Can Public Art Change the Conversation?

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“Baby, you’ve got to see the game like it is.”

Keith A. Wallace transforms into an African-American mother and son for his dynamic one-man show, The Bitter Game. After Pam catches Jamel playing with a toy gun, she breaks down three important rules: “Keep your head up. Keep your eyes forward. Keep your ego down.” The jarring incident prompts Pam to deliver some tough love in the form of important instructions that could mean the difference between life and death during an encounter with the police.

Keith A. Wallace performs 'The Bitter Game' | Photo: Richard Termine for The New York Times
Keith A. Wallace performs ‘The Bitter Game’ | Photo: Richard Termine for The New York Times

Wallace embodies both characters and invites full audience participation for his critically acclaimed piece, The Bitter Game, which makes its Los Angeles debut with a limited run at the Skirball Cultural Center Friday. The New York Times hails the show as a “sharp reminder of the persuasive powers of live theater.” Originally developed for La Jolla Playhouse’s Without Walls Festival, the visceral work recently enjoyed a much-talked-about run at NYC’s Under the Radar Festival. The Skirball’s VP and Director of Programs, Andrew Horwitz, was familiar with the project from its earliest development stages and knew it would be a good choice for a new series he was conceiving for the Skirball: its first-ever Performance Lab.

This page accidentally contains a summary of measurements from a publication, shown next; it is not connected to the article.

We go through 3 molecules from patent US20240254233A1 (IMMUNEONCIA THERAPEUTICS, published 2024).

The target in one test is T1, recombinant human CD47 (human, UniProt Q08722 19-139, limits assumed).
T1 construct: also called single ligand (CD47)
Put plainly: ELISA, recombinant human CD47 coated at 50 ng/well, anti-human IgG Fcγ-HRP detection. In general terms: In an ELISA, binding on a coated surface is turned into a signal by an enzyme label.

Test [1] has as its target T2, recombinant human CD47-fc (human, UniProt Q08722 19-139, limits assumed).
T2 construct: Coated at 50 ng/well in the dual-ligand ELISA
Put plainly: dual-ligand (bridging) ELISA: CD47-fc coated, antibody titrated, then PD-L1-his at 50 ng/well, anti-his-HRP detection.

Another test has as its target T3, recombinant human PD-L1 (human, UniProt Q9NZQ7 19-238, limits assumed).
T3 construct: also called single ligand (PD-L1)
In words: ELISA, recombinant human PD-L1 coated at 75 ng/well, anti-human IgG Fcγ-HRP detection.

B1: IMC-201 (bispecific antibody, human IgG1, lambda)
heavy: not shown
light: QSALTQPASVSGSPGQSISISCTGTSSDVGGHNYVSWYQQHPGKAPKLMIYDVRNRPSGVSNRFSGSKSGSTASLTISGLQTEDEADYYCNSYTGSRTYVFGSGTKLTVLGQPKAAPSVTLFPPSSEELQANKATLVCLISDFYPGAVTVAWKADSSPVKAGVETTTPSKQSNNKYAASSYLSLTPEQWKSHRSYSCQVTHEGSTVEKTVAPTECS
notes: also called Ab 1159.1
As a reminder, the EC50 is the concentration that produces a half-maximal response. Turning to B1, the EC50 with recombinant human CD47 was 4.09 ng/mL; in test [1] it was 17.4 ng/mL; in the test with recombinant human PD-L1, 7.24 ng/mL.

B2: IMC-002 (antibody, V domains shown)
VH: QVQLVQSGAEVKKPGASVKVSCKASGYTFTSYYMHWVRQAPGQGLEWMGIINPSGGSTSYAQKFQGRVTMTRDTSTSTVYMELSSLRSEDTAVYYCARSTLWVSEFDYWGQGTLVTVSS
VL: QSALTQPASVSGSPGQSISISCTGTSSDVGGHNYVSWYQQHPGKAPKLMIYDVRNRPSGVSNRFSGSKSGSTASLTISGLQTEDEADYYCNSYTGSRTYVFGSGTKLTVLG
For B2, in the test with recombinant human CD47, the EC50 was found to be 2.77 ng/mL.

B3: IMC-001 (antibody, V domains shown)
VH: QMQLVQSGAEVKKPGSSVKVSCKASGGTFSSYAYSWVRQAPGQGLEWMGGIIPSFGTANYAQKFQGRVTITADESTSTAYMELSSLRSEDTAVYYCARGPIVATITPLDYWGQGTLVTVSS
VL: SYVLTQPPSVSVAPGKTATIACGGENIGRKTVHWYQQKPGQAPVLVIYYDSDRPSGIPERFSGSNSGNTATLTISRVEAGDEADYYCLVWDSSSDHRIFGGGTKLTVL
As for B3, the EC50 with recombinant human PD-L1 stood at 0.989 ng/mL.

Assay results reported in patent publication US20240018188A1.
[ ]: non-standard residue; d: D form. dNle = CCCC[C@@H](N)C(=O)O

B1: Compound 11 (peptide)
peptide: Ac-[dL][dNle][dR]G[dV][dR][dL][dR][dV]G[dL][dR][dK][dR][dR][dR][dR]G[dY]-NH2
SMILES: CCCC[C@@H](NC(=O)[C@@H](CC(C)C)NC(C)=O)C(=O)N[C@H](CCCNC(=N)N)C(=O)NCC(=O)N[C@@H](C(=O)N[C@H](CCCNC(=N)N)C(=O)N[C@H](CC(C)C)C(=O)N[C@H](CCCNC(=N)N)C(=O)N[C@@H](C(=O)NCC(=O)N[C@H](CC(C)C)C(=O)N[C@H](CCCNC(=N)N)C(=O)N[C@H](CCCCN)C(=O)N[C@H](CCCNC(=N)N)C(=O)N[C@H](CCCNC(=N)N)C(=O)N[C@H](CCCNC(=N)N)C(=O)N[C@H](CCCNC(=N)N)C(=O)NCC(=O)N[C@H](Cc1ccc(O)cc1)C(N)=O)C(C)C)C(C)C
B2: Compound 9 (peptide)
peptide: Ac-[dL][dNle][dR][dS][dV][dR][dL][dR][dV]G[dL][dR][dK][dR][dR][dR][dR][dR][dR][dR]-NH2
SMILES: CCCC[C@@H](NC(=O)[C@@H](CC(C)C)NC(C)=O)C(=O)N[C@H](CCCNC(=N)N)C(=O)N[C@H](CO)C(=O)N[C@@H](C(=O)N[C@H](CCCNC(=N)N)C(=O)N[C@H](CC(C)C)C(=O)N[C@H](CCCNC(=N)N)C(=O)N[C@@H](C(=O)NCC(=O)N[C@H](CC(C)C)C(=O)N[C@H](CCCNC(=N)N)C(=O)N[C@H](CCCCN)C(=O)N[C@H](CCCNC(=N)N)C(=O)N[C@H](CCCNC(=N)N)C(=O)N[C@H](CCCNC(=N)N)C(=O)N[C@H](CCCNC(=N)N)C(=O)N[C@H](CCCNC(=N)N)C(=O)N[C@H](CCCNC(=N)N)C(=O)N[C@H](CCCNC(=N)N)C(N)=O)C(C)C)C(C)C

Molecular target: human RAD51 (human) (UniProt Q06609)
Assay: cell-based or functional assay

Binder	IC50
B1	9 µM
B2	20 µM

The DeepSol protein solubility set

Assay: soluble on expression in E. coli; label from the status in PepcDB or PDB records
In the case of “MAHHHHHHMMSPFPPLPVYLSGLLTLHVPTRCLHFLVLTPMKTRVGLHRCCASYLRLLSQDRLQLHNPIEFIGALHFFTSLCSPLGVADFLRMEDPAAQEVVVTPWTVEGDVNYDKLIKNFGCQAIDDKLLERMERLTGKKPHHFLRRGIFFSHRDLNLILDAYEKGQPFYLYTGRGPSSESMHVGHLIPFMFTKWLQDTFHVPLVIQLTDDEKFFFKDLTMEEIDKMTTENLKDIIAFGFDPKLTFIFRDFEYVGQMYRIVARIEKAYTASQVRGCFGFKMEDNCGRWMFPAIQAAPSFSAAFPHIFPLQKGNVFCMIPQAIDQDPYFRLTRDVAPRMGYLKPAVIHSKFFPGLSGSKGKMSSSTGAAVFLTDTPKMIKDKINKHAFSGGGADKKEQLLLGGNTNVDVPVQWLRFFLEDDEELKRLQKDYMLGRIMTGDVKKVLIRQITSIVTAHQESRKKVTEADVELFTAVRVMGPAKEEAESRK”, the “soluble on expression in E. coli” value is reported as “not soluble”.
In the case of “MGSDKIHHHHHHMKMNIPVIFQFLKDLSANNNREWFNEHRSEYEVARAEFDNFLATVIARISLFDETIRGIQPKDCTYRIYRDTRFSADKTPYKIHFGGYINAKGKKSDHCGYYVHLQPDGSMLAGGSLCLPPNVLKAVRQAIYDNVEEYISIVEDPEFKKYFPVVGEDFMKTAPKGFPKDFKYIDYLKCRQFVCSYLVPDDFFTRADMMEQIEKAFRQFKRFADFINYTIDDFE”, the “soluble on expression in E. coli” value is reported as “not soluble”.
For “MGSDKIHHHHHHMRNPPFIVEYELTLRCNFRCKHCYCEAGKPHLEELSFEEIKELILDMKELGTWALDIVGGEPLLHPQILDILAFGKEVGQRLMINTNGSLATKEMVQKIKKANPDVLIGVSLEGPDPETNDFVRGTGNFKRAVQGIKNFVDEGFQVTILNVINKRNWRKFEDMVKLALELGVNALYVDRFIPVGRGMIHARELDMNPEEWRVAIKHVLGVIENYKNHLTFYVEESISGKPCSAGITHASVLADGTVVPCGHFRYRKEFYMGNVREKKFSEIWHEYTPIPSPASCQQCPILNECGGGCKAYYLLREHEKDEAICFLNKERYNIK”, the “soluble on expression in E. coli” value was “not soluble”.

The Bitter Game is the first show in the five-part series, debuting Friday at the Skirball Cultural Center. The Performance Lab, which also includes The Bumps by Rachel Kauder Nalebuff, Lula del Ray by Manual Cinema, Unexploded Ordnances (UXO) by Split Britches, and Inflatable Trio by Lionel Popkin, is a bit of a departure from the cultural hub’s traditional offerings.

Manual Cinema—Lula del Ray | Coming soon to Performance Lab at Skirball Cultural Center
Manual Cinema—Lula del Ray | Coming soon to Performance Lab at Skirball Cultural Center

The Performance Lab signifies the Skirball’s commitment to innovative programming with a nod to dance, theater, and multimedia performances, doubling down on new voices and diverse storytelling during a tense period in our political and social climate. The series touches upon the complex concepts of motherhood, aging, global uncertainty, feminism, alternative perspectives, and more with a thoughtful approach that invites spirited conversation.

It’s an exciting time to be in the arts. With the Hammer’s The Workshop Years: Black Film + Video Before 1981, MOCA’s Mickalene Thomas: Do I Look Like A Lady?, and MoMA’s Alexandra Bachzetsis’s Massacre: Variations on a Theme, it’s clear that alternative programming is part of a larger national trend. Museums and cultural venues are now, more than ever, creating inclusive spaces that provide community and open discourse, breaking down the often-perceived atmosphere of elitism and encouraging engagement and conversation. And the Skirball is right on time with palatable offerings of thought-provoking live entertainment that engage, inspire, and challenge conventional perspective.

While tickets for both showings of The Bitter Game have now sold out, tickets are still available for all other Performance Lab programs. Click here to snag tickets and for more information on the Skirball’s intriguing programming.

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